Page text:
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Design The Guardian

How The Guardian used UX to create their responsive design


By Nick Creed, Co-Founder & Digital Director

April 28, 2015 | 2 min read

A highlight of day one of this week's Future of Web Design conference in London was a session by The Guardian's Senior UX Architect Chris Clarke.

Chris Clarke - Senior UX Architect - The Guardian
Chris Clarke - Senior UX Architect - The Guardian

The Guardian has long been held in high regard for it's forward thinking and approach to design and UX challenges. Chris Clarke has played a key role in its development over the last few years and he talked about how they discovered that time was the key metric in understanding how the user interacts with their content.

Their initial design approach to take a page of content and make it responsive was met with negative user feedback both internally and externally. He was open with the audience to say they had to admit that their initial assumptions where wrong.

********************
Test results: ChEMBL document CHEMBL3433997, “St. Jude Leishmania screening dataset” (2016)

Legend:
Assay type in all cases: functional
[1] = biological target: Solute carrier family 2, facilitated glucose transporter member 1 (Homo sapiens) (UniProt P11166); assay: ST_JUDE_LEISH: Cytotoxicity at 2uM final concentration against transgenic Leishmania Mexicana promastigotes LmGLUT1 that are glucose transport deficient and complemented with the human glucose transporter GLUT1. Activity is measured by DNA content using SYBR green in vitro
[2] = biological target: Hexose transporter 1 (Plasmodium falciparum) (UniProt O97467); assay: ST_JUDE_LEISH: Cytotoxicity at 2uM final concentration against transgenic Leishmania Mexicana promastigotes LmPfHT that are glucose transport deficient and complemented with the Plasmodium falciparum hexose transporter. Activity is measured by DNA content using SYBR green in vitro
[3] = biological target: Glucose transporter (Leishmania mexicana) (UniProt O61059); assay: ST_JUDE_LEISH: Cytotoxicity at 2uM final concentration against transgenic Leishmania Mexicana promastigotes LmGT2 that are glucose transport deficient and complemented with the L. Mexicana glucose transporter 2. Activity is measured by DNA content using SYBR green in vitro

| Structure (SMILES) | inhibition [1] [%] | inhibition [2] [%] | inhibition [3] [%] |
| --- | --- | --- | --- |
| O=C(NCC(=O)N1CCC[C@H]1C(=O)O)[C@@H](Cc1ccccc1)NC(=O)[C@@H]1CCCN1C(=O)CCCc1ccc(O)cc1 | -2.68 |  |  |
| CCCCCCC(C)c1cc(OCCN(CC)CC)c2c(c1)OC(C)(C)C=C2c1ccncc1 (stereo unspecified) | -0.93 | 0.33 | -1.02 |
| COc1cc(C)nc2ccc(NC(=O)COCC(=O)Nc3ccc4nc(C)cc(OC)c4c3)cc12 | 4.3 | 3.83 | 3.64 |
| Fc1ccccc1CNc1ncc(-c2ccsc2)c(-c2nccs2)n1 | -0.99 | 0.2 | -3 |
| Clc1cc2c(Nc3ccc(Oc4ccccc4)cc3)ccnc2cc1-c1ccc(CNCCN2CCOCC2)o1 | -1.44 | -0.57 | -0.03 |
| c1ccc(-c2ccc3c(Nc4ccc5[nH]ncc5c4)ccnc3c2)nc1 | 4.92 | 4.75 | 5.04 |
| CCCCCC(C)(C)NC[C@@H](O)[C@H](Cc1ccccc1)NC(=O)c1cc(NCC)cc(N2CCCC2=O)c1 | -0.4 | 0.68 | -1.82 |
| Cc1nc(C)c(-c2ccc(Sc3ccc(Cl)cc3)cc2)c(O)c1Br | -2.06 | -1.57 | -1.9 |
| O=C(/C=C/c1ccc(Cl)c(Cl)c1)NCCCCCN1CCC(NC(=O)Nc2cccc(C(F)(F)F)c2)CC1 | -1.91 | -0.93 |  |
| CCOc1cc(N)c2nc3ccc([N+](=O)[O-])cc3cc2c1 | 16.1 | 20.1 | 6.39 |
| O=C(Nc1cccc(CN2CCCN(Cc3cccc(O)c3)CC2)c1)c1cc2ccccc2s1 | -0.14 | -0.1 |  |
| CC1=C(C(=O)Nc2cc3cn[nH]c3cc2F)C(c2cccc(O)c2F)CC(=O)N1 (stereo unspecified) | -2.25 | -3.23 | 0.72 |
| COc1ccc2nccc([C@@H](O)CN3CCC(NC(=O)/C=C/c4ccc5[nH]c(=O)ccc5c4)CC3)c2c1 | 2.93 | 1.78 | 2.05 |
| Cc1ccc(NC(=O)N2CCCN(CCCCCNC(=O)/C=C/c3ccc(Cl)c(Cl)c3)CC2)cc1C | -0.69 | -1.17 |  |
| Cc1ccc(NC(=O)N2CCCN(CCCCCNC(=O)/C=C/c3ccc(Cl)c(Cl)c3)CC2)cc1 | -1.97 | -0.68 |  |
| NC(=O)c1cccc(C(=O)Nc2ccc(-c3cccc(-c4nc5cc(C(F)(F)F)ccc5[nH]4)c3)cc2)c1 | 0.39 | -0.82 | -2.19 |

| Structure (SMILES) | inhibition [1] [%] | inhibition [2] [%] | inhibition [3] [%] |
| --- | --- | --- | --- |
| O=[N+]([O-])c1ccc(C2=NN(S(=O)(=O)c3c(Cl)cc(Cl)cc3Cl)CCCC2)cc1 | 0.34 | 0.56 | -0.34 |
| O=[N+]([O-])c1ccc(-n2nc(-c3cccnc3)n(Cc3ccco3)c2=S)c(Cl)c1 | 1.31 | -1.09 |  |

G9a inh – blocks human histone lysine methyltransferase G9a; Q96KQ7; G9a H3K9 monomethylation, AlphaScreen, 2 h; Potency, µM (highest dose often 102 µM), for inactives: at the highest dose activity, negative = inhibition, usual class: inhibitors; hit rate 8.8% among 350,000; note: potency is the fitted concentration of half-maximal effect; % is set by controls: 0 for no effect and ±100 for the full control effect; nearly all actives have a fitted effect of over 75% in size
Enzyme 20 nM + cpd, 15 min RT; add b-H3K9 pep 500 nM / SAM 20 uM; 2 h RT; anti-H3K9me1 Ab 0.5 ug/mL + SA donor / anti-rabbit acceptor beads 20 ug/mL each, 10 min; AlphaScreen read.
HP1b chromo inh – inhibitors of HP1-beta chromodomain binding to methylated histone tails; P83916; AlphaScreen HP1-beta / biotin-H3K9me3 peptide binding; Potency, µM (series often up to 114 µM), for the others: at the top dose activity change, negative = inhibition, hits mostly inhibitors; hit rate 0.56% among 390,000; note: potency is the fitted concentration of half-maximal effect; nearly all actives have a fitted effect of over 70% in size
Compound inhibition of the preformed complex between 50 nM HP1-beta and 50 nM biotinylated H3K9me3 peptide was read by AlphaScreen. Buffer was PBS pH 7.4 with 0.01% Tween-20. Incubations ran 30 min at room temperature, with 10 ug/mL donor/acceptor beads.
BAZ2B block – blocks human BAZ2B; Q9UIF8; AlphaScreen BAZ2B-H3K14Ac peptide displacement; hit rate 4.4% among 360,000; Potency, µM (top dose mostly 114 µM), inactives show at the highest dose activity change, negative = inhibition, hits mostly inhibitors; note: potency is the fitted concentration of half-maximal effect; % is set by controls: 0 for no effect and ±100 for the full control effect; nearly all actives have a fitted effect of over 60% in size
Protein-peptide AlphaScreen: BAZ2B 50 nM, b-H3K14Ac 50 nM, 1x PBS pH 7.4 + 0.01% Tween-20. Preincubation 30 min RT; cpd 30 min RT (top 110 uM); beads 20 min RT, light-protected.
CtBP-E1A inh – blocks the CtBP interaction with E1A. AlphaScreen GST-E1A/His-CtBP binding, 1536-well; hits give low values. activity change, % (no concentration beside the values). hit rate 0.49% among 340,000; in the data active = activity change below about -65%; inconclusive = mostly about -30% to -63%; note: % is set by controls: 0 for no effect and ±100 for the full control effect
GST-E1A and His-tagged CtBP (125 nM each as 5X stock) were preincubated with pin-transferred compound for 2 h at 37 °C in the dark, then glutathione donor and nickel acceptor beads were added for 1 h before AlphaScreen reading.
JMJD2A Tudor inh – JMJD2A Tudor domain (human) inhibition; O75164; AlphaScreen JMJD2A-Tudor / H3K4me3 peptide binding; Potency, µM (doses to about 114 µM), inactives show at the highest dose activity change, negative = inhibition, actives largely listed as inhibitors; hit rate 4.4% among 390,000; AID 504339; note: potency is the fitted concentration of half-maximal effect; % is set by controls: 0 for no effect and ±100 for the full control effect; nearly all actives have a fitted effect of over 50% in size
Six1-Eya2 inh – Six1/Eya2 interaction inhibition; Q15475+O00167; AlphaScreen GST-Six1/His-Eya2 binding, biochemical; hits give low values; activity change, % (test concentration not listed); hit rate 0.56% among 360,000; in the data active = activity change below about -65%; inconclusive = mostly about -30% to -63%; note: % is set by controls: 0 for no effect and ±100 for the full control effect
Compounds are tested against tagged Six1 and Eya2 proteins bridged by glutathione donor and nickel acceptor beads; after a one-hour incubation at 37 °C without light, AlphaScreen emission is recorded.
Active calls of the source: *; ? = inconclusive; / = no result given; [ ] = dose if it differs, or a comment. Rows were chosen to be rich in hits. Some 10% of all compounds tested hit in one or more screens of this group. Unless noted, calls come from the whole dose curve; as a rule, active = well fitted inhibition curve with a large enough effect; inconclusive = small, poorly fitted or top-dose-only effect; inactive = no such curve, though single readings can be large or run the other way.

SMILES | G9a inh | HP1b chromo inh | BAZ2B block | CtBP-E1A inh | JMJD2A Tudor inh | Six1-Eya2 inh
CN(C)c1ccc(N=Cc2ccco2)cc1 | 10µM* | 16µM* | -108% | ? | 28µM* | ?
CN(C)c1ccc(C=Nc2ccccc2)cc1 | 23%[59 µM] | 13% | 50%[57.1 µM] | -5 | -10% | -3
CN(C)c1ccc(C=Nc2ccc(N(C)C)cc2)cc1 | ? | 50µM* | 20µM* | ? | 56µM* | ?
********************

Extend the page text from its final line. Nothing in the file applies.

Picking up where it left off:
To tackle this they revised their approach to form a small responsive team where they focused on information density and understanding of their user consumption habits. Putting personas against a news agenda can be difficult, and rather, it depends much more on the mode of consumption.

They split these personas into three areas: Commute, where a user wants a quick update on what's happening at that moment; Work where they extend their knowledge to gain a deeper understanding of a specific story and Home where they want to discover something new about the topics they are interesting in. With time spent in each of these areas being markedly different and they used this as alongside density of page content to drive their responsive designs.

He summed up this thinking into a handy formula for the Consumption of content where a user's satisfaction of a page equals perceived time and effort they expect to spend plus presentation and variety of content.

Designers he said had to take the time to understand the problem they were addressing and make sure they negotiate with other stakeholders before during and after the process. They need to be open to admitting their mistakes.

Design The Guardian

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The Guardian

The Guardian is a British daily newspaper. It was known from 1821 until 1959 as the Manchester Guardian. Along with its sister papers The Observer and the Guardian...

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